It's not friendly in the wet. Watch your step everywhere... they cover most things in marble, that gets slippery when wet, very slippery. I think they use marble paint for the pedestrian crossings too as they are deadly, how I have not seen more scooters belly up from touching the white paint is amazing.
Everyone smokes. EVERYONE. You can't get away from it. About the only place they don't smoke is on the trains, but then they jump off at the stations to suck one back for the next 1 hour journey. Corey'd have a hard time, plenty of gorgeous women, all with a fag in their hand. I guess I've inhaled enough now I might as well just light up myself, and join the Europe lung cancer epidemic.
Make mine red.
I went somewhere today. Somewhere very interesting. I went and toured a company that has, in their existance, made calculators, shavers, radios, and a motor that could do 100km on 1 litre of fuel (and that was in the 1940's).
Now they make insanely beautiful motorcycles, and I want one.
If my praise isn't enough, the fact most of the staff own and ride the product to work every day should help. A staff of just 600 turn out every bike they sell, along with the 2 successful race teams they run. I was surprised by the small size of the factory, let alone the workforce. It's tiny. Parmalat in Brisbane probably covers more area.
For those lost by all this, it's Ducati. To see them machining engine parts, assembling the engine, then putting it all together in the frame and then testing the finished bike on the dyno was a treat, EVERYTHING is hand assembled, every engine cold tested and then every bike dyno tested, 120 bikes every day. Monsters, Multistradas, 1098's and my favourite, the Hypermotard, all being assembled at the same time. They wouldn't let us in to the 'Corse' section, their racing arm, that's off limits while they make Stoners bike faster...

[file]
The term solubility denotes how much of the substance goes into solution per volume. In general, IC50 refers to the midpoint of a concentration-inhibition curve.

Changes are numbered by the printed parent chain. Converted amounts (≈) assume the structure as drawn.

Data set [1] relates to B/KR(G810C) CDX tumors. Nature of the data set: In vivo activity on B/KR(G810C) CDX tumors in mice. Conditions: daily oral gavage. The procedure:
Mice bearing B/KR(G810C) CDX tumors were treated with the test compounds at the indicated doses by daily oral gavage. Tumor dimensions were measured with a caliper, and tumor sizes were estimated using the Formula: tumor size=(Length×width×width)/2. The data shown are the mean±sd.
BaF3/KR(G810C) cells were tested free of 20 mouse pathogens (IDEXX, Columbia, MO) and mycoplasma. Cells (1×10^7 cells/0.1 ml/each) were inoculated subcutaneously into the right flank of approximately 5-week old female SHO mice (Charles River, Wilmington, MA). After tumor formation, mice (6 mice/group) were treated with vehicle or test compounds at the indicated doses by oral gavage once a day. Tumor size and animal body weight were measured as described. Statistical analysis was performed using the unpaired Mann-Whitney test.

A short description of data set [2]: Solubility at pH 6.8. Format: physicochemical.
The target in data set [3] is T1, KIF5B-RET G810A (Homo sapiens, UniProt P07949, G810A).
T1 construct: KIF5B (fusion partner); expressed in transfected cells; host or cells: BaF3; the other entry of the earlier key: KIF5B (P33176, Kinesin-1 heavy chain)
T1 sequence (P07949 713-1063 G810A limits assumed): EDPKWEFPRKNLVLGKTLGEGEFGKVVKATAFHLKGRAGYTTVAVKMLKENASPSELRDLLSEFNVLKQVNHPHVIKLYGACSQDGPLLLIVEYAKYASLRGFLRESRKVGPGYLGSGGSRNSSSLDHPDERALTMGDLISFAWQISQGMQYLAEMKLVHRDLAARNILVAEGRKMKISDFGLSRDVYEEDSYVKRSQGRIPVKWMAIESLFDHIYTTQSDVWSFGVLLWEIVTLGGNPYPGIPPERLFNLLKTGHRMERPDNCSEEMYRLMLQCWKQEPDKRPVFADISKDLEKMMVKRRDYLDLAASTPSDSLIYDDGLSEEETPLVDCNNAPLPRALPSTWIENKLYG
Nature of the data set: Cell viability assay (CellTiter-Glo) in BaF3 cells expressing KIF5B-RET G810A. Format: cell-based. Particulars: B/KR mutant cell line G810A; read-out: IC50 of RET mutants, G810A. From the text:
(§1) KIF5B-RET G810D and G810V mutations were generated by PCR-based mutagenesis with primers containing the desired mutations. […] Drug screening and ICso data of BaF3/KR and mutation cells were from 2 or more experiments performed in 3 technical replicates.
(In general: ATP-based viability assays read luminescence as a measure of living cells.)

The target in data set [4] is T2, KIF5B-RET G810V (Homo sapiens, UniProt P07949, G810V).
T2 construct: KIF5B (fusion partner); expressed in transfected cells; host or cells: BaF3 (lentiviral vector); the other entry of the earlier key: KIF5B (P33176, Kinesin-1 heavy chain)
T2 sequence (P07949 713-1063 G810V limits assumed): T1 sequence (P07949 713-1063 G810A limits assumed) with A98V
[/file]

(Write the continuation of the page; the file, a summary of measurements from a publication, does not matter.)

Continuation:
A bit of useless trivia, Ducati actually started life using the 'Prancing Horse' logo but the mother of the Ducati boys GAVE the logo to one Enzo Ferrari and it now takes pride of place on the other famouse mark from just up the road...
I'm off to Pagani tomorrow to see more mechanical goodness, then a short bus trip to the raging Bull. What a way to end (really?) the trip. I guess I can relive it all in 3 months when my red Hypermotard arives ;)
Location: Mugello and Montecatini
An appointment with an Irish Doctor.
Woohoo, well what a few days... I had a fantastic dinner with the Intrepid Group on Thursday night (maybe a new career path?) at a FANTASTIC local restaurant in Lucca, Friday morning I headed on to Montecatini with some trepidation for my rondevous with the crazy Irish, they were late on Friday so I didn't get to meet anyone really, I sat next to some at dinner but decided eaves dropping on their conversation was more fun... I hooked in with 2 fantastic couples and chatted all the way to the track on the bus, lucky bastards being in Europe get to go to a few races a year, if that's not bad enough, Gillian's cousin is a mechanic on Chris Vermulen's Rizla Suzuki team so she often gets pit passes.
We started out a bit soggy (Ken in more ways than the weather) and after taking some cover from the rain in the beer tent (now c'mon, did you REALLY expect anything different) we donned our new protection and baraved the grandstand in the rain. If you think the Irish are nuts, you just have to look at the millions of motorhomes, bastardised scooters and ampty collections to realise the Italians are just plain crazy, balance point wheelies 2 up on scooters, burnouts on scooters, megaphones exhausts on scooters EVERYWHERE. Oh, there was some qualifying too, the Aussies obviously putting in a good show, not that the crowd on Saturday cared for anything not Italian.